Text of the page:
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Dustin Putman

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Anger Management (2003)
2 Stars

Directed by Peter Segal
Cast: Adam Sandler, Jack Nicholson, Marisa Tomei, John Turturro, Luis Guzman, Allen Covert, Lynne Thigpen, Heather Graham, Woody Harrelson, Krista Allen, January Jones, Kevin Nealon, John C. Reilly, Harry Dean Stanton, Lori Heuring, Kurt Fuller, Rudolph W. Giuliani, Clint Black
2003 – 101 minutes
Rated: Rated PG-13 (for crude sexual content and language).
Reviewed by Dustin Putman, April 12, 2003.

Notwithstanding Paul Thomas Anderson's challenging 2002 film, "Punch-Drunk Love," Adam Sandler has been known to play one of two different types of characters, each surrounded by the same basic plot conventions and a tried-and-true love interest. Sandler's normal, sweet-guy roles have unquestionably been more successful, such as his best picture, 1998's "The Wedding Singer" (opposite Drew Barrymore), 1999's "Big Daddy" (Joey Lauren Adams), and 2002's "Mr. Deeds" (Winona Ryder), while his more goofy, mean-spirited parts have fallen flat, as in 1995's "Billy Madison" (Bridgette Wilson), 1998's "The Waterboy" (Fairuza Balk), and 2000's "Little Nicky" (Patricia Arquette). Despite falling into the former, statistically more promising category, "Anger Management" goes against the odds to place as one of Sandler's weaker, more slapdash efforts.

This time, Sandler is paired with not only Marisa Tomei (2001's "In the Bedroom"), but Jack Nicholson (2002's "About Schmidt"), an acting legend who automatically gives the film a level of prestige it doesn't deserve. Despite the talent involved, director Peter Segal (2000's "Nutty Professor II: The Klumps") and screenwriter David Dorfman let all the respective parties down, offering no one the kind of high-level comedic material they deserve. There is the occasional laugh in "Anger Management," to be sure, but it is an undoubted certainty that each and every funny moment can be accounted to the performers' skills, rather than to standout or original writing.

David Buznik (Adam Sandler), a soft-spoken and mild-mannered ad executive for animal products with a sweet girlfriend named Linda (Marisa Tomei), is the epitome of bland kindness. When a misunderstood argument occurs on a plane trip, David suddenly finds himself sentenced to anger management sessions, taught by the wildly unorthodox Dr. Buddy Rydell (Jack Nicholson). And when a second misconstrued run-in with the law leaves David facing jail time, he instead agrees to allow Buddy to move in with him, acting as his psychiatrist for the next thirty days. As Buddy sets out to "cure" David, David suddenly finds his world turned upside down by the doctor's irrational and outrageous methods.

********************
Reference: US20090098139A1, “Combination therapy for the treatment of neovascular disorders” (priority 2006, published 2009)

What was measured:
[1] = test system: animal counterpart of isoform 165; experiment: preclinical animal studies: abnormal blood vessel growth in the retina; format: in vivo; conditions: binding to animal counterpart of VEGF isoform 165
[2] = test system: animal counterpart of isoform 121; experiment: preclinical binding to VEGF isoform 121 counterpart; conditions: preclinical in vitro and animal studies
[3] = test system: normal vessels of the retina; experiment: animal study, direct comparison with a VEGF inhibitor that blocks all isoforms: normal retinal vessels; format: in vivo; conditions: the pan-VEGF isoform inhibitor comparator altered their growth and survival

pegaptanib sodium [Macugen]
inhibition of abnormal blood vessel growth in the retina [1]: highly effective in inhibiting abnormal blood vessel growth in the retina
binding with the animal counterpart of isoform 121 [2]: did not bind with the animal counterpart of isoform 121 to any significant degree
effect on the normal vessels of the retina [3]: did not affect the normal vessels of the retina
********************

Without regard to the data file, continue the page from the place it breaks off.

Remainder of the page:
With the unlikely pairing of Adam Sandler and Jack Nicholson, "Anger Management" had what it took to create genuine comic hilarity out of their differing personalities, but chooses not to take advantage of it. As the put-upon David, Adam Sandler plays—well—one of his most restrained characters to date, but there is not a hint of complexity in him. As for Dr. Buddy Rydell, who in one of the film's brighter scenes forces himself into David's bed only to forwardly confess that he likes "to sleep in the nude," Jack Nicholson slums through the proceedings, given little more to do than exaggerate his famous eyebrow-raising mannerism.

In the inevitable romantic subplot, Marisa Tomei—who, when given the chance, can give extraordinarily nuanced performances—is the movie's biggest missed opportunity. Tomei, who won an Academy Award for her unforgettably hilarious turn in 1992's "My Cousin Vinny," has such sharp comic timing that it is nearly a criminal act for this movie to waste her abilities. As Linda, Tomei pops up every now and again to stand around and look patient. No attempt is made to turn her into an actual character; the viewer is never even clued into what she does for a living. The less said about the chemistry between she and Sandler, the better.

That leaves a handful of the supporting characters to attempt to salvage the day. Luis Guzman (2000's "Traffic"), as the hostile, effeminate Lou, and John Turturro (2002's "Collateral Damage"), as fellow anger management assignee Chuck, brighten up every scene they are in. In smaller roles still, Heather Graham (2001's "Sidewalks of New York"), as a sultry, unstable bargoer, and Woody Harrelson (1999's "EdTV"), as a transvestite, are surprisingly funny. Even former Mayor of New York Rudy Guiliani shows up in the climax, but his cameo is groan-inducing in the extreme.

It is a shame director Peter Segal has chosen to botch the finished product of "Anger Management." Even when there are laughs to be found, the movie is strictly a perfunctory affair, bawdy on the outside and hollow on the inside. By playing things safe around every corner, it is stripped of a solid reason for being. A biting satire could have been made out of the topic of anger management classes, but "Anger Management" is, unfortunately, not that picture.
© 2003 by Dustin Putman
Dustin Putman